Asia: More Rum than the Caribbean

DISCLOSUREIt is Cocktails, 365′s policy that it always disclose when we receive samples of liquor to review for the Website. As we tell those who offer samples: we will accept the liquor for review, but that does not guarantee a positive review. Listed below are the opinions of Cocktails, 365 and no one else. And always, thanks and drink up!

Okay, that’s not technically true.

The Caribbean tends to get the lion’s share of attention when it comes to rum. I mean really, it does make quite a bit of sense if you take the time to really dig down in and look at it. The Caribbean is the fertile crescent of rum. Much like man is thought to have drug himself into being in eastern Africa, so rum heaved itself out of the hodgepodge of cultures that had poured into the “New World.”

It’s only logical that it would as well. Sugar cane grows plentiful and rum (and it’s close cousin cachaça) are based on either cane juice or molasses. The Caribbean and Latin America produce by the largest number (and quantities) of rum in the world.

However, there’s a growing movement on the international cocktail scene that eschews the standard and looks towards something a little more exotic.

We’ve talked about Phraya in the past; an outstanding Asian rum that offers really powerful florals and complexity. Today we’re looking at one of the newer ones to tip their hat into the ring: Tanduay Silver and Gold Asian rums.

Which to drink first? (Pro Tip: Both.)

Which to drink first? (Pro Tip: Both.)

Some background on Tanduay from their website:

The allure of Tanduay begins in the tropical climate of the negros region of the Philippines, with the spring planting of sugarcane. The fragrant rains that nourish the young plants begin to fall in late may and continue until december, when the mature cane is harvested and brought to Tanduay owned Victoria’s Milling, where it begins its slow and careful transformation into world-class rum. – See more at:

Tanduay has received quite a bit of pleasant buzz, including a very nice write-up by Anthony Dias Blue. But can it hold up to the much-less well-developed palate of Cocktails, 365?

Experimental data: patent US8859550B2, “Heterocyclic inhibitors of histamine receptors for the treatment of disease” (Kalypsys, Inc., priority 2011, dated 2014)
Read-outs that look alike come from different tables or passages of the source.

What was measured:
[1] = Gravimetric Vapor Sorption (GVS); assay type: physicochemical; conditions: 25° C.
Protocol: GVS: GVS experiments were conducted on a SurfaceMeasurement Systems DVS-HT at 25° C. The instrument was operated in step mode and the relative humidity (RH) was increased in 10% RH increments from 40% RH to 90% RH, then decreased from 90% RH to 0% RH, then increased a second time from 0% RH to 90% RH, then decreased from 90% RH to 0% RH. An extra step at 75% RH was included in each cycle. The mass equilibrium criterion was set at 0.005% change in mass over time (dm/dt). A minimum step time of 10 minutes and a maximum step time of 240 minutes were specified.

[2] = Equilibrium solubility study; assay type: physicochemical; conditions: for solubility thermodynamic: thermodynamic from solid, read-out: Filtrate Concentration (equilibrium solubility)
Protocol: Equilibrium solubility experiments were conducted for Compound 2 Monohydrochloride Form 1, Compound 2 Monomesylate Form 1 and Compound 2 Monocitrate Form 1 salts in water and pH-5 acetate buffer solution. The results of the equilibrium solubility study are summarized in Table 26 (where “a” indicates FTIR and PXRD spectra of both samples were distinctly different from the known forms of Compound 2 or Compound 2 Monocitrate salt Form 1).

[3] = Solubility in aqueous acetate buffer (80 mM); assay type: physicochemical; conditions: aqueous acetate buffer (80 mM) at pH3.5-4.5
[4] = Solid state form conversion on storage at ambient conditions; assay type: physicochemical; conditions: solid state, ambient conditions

Let’s…. FIND OUT!

Tanduay Silver Asian Rum

Nose: Crisp, clean sugary smell. Not harsh afterwhiff of alcohol.

Neat: Pleasantly sugary and sweet. Nice bit of spice and bite right up front. Coconut on the end. Really, really nice.

On the Rocks: A bit of bitterness comes forward on the front. Velvety lingering. Actually much better served neat without ice. Mixes well and that bitterness that showed up goes away once again.

Verdict: This is probably the most pleasant white rum I’ve ever had. It has a stronger body than Bacardi Silver, but is still light enough that it can stand up both on its own or in a cocktail. This is going to replace Bacardi in the Cocktails, 365 test (and host) bar. And for only $20 a bottle, you really can’t afford to pass this one up.

Tanduay Gold Asian Rum

Nose: Smells of caramel and butterscotch. Heavier sweet smell, but not overpowering. More noticeable spice as well.

Neat: Pleasant burn. Notes of butterscotch and vanilla. Spicier finish than the Silver.

On the Rocks: The sweetness comes out much more pronounce with the addition of ice with the Gold. The spiciness also picks up a spell. Nice and velvety finish.

Verdict: This borders on a spiced rum without actually being one. There’s something about the Asian rums that give them that extra bit of “oomph” on the front and back ends. This may be our new favorite Gold rum.

Tanduay - Buy it, sucka

Tanduay – Buy it, sucka



  1. these sound awesome! ive been looking for some more inexpensive gems to try. ill be sure to pick up a couple of bottles when i get the chance.

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